The Mission School District is taking the first steps to address bullying after a series of assaults earlier in the month sparked outrage in the community.
Following the assault of a transgender student on Jan. 11, the district sought to handle the immediate situation, said the board of education’s chair, Tracy Loffler, but are now working to address the issues on a community-wide level.
She said the board has always been unified in creating inclusive and safe environments, making the recent events “disheartening to see.”
“There is a gap,” she said. “We have these programs in school, we have this education. Kids know that it’s not okay. Why is it still happening? That’s what we need to get to the bottom of.”
Superintendent Angus Wilson penned a letter to parents and the wider community on Jan. 21, setting provisional plans and assuring reviews of current practices, policies and protocols around bullying.
The administration has been offered support and guidance from many organizations, including the RCMP, the ministry of education, Safer Schools Together, Indigenous organizations, SOGI Collaborative, Out in Schools, UBC and UFV, the District of Mission, and others, Wilson said.
Wilson had meetings with different departments at UFV that focus on anti-bullying and reached out to specialist organizations, who are coming in to do support work, he said.
In the near future, a virtual forum will be held with parent representatives from every school and a panel of experts. Informally, parents are being encouraged to contact Wilson directly with ideas and suggestions.
But he said it’s not as simple as expelling every student involved in a physical altercation, as some parents have suggested.
“I understand the sentiment behind that, I really do, but then what?” Wilson said. “It doesn’t get rid of violence in school by doing that.”
Saying the school district does not tolerate violence is not the same as having a zero-tolerance policy, according to Wilson. “Zero-tolerance” in educational parlance is decades old and out of date, Wilson said, adding it’s been massively misinterpreted.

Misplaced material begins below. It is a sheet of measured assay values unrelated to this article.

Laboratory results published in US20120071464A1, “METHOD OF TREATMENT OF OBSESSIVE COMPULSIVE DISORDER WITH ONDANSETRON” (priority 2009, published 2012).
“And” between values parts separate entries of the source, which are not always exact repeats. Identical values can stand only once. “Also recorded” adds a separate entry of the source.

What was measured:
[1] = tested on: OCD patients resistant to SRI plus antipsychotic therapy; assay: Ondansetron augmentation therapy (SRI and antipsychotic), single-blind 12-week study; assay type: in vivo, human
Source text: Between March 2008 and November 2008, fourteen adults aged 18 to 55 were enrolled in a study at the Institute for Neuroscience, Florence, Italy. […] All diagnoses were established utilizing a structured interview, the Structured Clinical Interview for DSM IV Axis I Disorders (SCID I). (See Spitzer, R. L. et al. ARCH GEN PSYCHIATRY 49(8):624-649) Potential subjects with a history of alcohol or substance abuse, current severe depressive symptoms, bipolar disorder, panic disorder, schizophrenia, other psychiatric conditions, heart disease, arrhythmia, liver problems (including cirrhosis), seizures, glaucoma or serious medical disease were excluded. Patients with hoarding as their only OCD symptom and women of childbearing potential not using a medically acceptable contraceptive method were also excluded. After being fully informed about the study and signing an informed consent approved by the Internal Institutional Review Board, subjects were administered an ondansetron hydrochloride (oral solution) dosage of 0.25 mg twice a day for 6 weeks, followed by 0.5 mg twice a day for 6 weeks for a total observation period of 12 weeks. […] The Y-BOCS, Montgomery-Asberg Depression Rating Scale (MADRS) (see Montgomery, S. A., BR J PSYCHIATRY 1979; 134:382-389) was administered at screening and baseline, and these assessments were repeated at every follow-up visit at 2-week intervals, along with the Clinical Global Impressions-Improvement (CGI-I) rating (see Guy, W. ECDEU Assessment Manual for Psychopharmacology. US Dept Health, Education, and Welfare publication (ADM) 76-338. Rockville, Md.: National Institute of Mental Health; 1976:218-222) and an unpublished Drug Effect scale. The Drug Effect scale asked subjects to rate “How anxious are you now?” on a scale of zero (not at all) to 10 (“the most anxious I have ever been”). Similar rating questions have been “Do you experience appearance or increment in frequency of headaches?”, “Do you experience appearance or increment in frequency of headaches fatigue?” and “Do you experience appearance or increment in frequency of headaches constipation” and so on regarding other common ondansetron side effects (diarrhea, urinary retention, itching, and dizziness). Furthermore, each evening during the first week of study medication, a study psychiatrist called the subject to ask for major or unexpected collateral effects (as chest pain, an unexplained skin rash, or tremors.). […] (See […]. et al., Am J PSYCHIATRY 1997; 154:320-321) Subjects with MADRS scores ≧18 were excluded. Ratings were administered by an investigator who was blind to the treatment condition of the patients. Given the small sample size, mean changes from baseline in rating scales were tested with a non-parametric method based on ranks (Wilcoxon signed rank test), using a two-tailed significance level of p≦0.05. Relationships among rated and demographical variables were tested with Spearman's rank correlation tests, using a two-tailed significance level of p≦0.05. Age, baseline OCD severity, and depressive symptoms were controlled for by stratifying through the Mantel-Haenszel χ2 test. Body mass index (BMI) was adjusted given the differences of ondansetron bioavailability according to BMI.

For example, if a student was being verbally picked on everyday, then snapped and physically lashed out, a strict zero tolerance rule could see the victim expelled, Wilson said.
While he said the assault on Jan. 11 was “cut and dry,” but many bullying incidents are filled with nuance and complications. He said they’d rather work on finding constructive solutions for the majority of the cases.
“When a child is in Grade 2, or even Grade 8, are we really cutting them off from education and interaction with human beings?” he said.
The assaults have triggered a mostly positive response from the community: Anti-bullying events are starting conversations, parents are forming groups to share experiences, and a parade of thousands of cars drove through Mission’s waterfront to show solidarity with the assaulted teen.
But the reactions have also gone to the extremes, Wilson said, such as posting the names of two middle girls accused in the bullying to social media, parents have showed up at playgrounds to yell at others, and support staff have receiving threats and accusations.
“Some of the things that they think are the solution or not the solution,” Wilson said. “The response should not be to bully others.”
Cindy Gale’s daughter, Dawn-Marie Wesley, committed suicide in Mission in 2000 after being bullied by her peers. She said people are quick to blame the education system, but the issue of bullying is often at the community level.
“We need to do this as a society. We have to look at this like a societal issue.”